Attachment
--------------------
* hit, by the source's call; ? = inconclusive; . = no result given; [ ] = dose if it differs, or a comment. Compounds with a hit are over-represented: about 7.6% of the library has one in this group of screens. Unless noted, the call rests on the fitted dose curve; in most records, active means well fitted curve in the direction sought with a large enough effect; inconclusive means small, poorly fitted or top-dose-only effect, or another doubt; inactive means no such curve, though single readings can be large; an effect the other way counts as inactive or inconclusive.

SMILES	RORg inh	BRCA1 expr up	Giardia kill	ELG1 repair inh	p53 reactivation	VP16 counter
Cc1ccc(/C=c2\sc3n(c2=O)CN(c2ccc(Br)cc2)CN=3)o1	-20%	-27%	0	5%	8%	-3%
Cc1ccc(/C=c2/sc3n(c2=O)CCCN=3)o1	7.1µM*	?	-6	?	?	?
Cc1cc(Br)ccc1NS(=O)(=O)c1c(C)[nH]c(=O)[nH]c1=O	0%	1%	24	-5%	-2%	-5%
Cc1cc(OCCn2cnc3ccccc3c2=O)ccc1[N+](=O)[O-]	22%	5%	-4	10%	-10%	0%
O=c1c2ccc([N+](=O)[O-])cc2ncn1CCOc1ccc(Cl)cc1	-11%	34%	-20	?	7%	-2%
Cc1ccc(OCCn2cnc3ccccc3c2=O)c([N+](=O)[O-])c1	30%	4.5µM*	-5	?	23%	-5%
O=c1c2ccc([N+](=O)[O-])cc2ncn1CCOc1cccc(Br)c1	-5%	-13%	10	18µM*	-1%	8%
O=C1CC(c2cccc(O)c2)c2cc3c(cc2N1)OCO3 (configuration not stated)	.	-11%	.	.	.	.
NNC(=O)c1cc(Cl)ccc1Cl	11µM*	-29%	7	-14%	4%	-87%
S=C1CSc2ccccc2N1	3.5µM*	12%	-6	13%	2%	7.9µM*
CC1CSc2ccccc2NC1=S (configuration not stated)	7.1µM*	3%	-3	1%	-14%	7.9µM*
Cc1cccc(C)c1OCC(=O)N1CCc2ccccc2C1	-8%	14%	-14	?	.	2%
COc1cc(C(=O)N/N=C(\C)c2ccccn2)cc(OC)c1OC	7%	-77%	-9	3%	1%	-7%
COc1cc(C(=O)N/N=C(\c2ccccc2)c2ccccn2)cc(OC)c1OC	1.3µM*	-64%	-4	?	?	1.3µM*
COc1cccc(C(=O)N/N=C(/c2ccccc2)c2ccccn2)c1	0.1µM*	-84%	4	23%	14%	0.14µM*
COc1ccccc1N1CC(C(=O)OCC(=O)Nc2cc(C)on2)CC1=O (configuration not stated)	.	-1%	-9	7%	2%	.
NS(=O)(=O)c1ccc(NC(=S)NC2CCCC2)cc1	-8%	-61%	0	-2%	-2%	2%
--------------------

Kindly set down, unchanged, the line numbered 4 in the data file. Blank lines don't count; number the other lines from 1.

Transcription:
Cc1ccc(/C=c2/sc3n(c2=O)CCCN=3)o1	7.1µM*	?	-6	?	?	?